... Cultural models of health have been articulated by and with Indigenous peoples in Canada generally, and for specific nations, communities, and subpopulations within them (Parlee & O'Neil, 2007;Ward et al., 2020;Delormier et al., 2017;Radu et al., 2014;Allen et al., 2020;Ward et al., 2021, Healey, 2017Cueva et al., 2021;Martin, 2012). The exploration of Indigenous models of health in public health applications finds its origin in the work of Mason Durie, Maori psychiatrist, academic and health advocate. ...
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Objective: At the request of Nunavik Inuit health authorities and organizations, the Qanuilirpitaa? 2017 Nunavik regional health survey included an innovative "community component" alongside youth and adult epidemiological cohort studies. The community component objective was to identify and describe community and culturally relevant concepts and processes that lead to health and well-being. Methods: A qualitative, community-based research process involving workshops and semi-structured interviews was used to generate a corpus of data on health concepts and processes specific to Inuit communities in Nunavik. Thematic analysis and repeated community validation allowed for the identification of three key dimensions of health salient to Inuit experience and eight community-level health determinants. Results: The health model consists of three linked concepts: ilusirsusiarniq, qanuinngisiarniq, and inuuqatigiitsianiq, which reflect distinct dimensions of Inuit health phenomenology. The determinants community, family, identity, food, land, knowledge, economy, and services were generated through analysis and reflect community-level sources of health and well-being. Conclusion: The development of the culturally grounded health models and determinants is an exercise of epistemic inclusivity through which researchers and Indigenous communities may form new and equitable paths of knowledge creation.
... The evaluation involved three comparative groups to assess both disparities as well as similarities in findings. The comparative groups were determined to gain a deeper understanding of the two-eyed seeing model [49], theorising that an array of findings would indicate varying perspectives relating to appropriate research approaches with First Nations communities. The three groups comprised: First Nations participants were included to ascertain: (1) the requirements of, and priorities for non-First Nations researchers when engaging with First Nations peoples and communities; and (2) the feasibility of broad application of the online resources across the various First Nations communities of Australia. ...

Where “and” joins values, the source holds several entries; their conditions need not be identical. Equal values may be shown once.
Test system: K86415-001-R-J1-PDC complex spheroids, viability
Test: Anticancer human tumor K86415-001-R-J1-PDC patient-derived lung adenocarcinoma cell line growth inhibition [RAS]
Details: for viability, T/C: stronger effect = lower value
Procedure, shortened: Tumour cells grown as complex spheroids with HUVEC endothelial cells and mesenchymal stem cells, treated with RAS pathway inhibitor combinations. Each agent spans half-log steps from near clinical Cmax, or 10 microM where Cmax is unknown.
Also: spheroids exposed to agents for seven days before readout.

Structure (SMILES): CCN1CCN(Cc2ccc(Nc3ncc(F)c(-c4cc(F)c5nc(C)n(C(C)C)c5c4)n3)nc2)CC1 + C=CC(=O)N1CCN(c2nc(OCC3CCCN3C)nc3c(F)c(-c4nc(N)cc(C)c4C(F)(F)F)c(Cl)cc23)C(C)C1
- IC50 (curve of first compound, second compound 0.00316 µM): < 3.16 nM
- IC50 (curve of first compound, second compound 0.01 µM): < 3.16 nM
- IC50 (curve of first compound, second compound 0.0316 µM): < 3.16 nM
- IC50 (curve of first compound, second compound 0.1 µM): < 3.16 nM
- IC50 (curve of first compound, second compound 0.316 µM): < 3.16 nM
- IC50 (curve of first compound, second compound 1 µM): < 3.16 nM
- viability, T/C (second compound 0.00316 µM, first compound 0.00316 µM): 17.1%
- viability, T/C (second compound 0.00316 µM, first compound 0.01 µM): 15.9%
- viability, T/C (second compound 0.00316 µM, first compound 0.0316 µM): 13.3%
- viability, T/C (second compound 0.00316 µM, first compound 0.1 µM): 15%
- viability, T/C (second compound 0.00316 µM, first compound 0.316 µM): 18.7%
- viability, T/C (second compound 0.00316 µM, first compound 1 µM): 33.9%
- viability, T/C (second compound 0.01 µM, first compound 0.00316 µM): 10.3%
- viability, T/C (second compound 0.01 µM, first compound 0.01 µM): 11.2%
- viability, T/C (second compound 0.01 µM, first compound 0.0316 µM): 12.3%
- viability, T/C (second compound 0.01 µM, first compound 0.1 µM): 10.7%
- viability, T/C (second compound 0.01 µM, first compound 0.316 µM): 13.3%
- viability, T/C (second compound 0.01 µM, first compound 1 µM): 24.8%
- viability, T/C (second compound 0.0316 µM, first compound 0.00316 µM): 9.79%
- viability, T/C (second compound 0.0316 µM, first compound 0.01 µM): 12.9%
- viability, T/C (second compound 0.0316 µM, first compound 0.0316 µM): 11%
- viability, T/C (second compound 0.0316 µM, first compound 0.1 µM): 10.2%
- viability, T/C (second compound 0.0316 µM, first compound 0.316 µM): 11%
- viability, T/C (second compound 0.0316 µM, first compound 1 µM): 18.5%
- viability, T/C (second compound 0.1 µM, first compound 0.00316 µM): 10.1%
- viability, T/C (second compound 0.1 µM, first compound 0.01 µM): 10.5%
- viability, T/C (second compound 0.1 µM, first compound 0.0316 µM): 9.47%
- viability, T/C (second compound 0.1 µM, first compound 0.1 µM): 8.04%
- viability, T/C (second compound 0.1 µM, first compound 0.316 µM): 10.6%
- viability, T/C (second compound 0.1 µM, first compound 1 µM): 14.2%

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Recent efforts have illustrated the efficacy of culturally proficient approaches to research, underpinned by robust partnerships between researchers and First Nations peoples and communities. This article seeks to determine differences in approaches to First Nations research engagement perceptions between First Nations and non-First Nations researchers, as well as whether participation in a cultural proficiency workshop improved the perceived cultural proficiency of non-First Nations health researchers. Also, whether a set of novel cultural proficiency resources, designed in the Sydney region could be applied broadly across First Nations contexts within Australia. The evaluation adopted a mixed-methods, cross-cultural (First Nations and non-First Nations) design to appraise the novel cultural proficiency resources, identifying participant perceptions to First Nations research engagement, as well as views regarding the feasibility of universal application of the resources. A quantitative pre- and post-workshop evaluation was also undertaken to measure differences in self-reported cultural proficiency. Qualitative data underwent thematic analysis and quantitative data were analysed applying t-tests. Both qualitative and quantitative evaluation showed minimal variation between the cultural groups regarding research engagement perceptions, based on viewing of the online resources. A statistically significant increase in self-reported cultural proficiency was found in non-First Nations workshop participants. Cultural proficiency education and training programs that promote an immersive, interactive, and ongoing framework can build the perceived cultural proficiency of non-First Nations health researchers, however First Nations expertise must validate this perceived cultural proficiency to be beneficial in practice. Based on the research findings, applying the underlying ethical principles of First Nations research with a local, context-centred approach allows for the broad application of cultural proficiency research education and training programs within Australia.